How to Sew with Leather

Use a leather needle

If you’re making garments or small accessories you’ll likely be using a nice soft, lightweight leather. You shouldn’t need to buy special gadgets or equipment although I recommend using a special leather needle. It will help you get nice even stitches. However, a sharp new heavyweight needle (ie for upholstery or similar) will also do the trick).

Use household scissors, not your fabric shears

The simplest way to cut pattern pieces is to draw around them (you can use pretty much any pen, it won’t show through!) and cut using a rotary cutter or regular household or paper scissors. Make sure they’re nice and sharp (and clean!). Don’t use your fabric scissors to cut your leather as the leather will dull the blade really quickly.

Don’t use pins!

Step away from the pins! Using pins in leather will leave a hole. The good news is it tends not to slip about much so you should be ok without any pins. If you’re sewing up a long seam or just want to be extra careful you can always use a bit of double sided tape to keep the leather in the right place. Use it on the seam allowance only as you don’t want to gum up your needle.

Stitching leather

Use a strong thread, polyester or nylon is best. Depending on what it is you’re making, some of the seams may be under a lot of pressure and you don’t want cotton threads deteriorating in time. Using a slightly longer stitch than usual will help strengthen the seams a bit as the holes will be further apart.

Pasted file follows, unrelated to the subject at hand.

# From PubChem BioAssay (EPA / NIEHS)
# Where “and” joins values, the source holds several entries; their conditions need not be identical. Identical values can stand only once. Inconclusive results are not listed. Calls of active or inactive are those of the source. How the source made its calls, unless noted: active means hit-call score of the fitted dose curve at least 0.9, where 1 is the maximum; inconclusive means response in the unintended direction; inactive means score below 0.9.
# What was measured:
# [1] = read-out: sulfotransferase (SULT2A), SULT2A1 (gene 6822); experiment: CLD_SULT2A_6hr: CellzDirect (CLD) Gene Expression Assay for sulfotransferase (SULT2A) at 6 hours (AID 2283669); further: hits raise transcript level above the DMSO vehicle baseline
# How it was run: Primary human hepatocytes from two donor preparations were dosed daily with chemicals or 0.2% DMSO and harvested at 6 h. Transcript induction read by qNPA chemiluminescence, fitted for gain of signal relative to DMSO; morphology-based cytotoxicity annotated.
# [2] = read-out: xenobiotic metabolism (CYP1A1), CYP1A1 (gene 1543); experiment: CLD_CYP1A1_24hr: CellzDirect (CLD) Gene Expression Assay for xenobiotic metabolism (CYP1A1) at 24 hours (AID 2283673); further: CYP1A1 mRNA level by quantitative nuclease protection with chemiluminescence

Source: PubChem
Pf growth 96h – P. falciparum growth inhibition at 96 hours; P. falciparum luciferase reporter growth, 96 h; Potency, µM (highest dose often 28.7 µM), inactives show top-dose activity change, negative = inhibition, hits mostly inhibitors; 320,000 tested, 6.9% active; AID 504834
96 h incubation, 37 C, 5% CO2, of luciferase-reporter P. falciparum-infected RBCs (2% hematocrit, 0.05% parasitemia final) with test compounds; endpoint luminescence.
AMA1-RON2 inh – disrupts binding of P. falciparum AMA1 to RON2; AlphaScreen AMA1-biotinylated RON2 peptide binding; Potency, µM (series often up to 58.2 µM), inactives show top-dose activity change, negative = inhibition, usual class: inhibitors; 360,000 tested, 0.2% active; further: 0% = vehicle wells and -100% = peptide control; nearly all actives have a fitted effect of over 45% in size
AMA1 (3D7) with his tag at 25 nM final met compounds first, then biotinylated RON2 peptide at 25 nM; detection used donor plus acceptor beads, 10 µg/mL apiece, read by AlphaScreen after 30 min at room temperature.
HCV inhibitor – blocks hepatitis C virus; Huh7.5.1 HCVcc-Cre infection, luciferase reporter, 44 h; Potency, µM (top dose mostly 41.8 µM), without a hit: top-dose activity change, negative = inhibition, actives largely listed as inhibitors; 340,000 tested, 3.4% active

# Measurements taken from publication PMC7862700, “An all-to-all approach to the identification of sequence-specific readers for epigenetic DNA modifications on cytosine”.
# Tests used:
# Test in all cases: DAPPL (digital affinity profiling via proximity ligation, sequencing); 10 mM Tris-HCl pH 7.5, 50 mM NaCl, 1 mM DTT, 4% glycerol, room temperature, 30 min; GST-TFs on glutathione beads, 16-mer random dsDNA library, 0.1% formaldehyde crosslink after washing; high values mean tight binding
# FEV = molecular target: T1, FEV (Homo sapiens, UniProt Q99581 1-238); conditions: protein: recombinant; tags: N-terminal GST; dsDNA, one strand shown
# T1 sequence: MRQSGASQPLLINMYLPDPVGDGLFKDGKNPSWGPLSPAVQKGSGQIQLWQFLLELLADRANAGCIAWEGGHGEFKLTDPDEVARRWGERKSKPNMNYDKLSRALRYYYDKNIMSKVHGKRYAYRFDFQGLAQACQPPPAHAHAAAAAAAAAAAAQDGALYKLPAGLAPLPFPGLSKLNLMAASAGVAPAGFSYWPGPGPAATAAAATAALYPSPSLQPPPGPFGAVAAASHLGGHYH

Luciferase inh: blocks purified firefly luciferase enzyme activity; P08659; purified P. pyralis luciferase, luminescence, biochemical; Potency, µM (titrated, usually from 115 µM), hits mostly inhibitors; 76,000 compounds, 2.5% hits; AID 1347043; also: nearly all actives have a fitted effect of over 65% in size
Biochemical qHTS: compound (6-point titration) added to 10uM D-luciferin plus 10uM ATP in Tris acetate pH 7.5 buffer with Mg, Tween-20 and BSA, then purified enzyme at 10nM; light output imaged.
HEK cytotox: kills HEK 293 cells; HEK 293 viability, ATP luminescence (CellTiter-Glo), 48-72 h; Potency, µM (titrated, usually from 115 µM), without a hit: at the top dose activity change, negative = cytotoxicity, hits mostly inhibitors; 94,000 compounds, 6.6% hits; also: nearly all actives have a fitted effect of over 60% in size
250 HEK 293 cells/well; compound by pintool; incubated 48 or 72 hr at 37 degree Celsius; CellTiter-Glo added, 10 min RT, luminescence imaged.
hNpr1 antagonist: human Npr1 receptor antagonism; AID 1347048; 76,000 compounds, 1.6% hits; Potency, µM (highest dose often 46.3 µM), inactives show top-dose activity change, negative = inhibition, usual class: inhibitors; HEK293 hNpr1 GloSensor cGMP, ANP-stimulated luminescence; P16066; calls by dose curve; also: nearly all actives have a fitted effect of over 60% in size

If you’re sewing with slightly bulkier leather or reach a point where you have many bulky seams converging you might find you need to use a walking foot on your machine (this is a special foot often used by quilters to feed several layers of fabric through at the same time). However, I have always used my regular presser foot when I’ve sewn leather and it’s been absolutely fine.

There’s no unpicking and sewing again! Once you’ve made a hole in the leather, either with a pin or stitching, it’s there forever! Take your time and practice on some scraps first.

Don’t use heat

You can’t iron leather! If you want seams to lay flat the best way is to finger press the seam open and then you can use something heavy to weight it down for a bit if you like. Top-stitching either side of your seams will keep them nice and flat, alternatively you could stick them down with tape.

Finishing your seams (or not!)

There’s no need to finish your seam edges (hurrah!) as leather won’t fray.

The Tallis collar is a great starter project for leather. See the sparkly, rhinestone studded one we made here.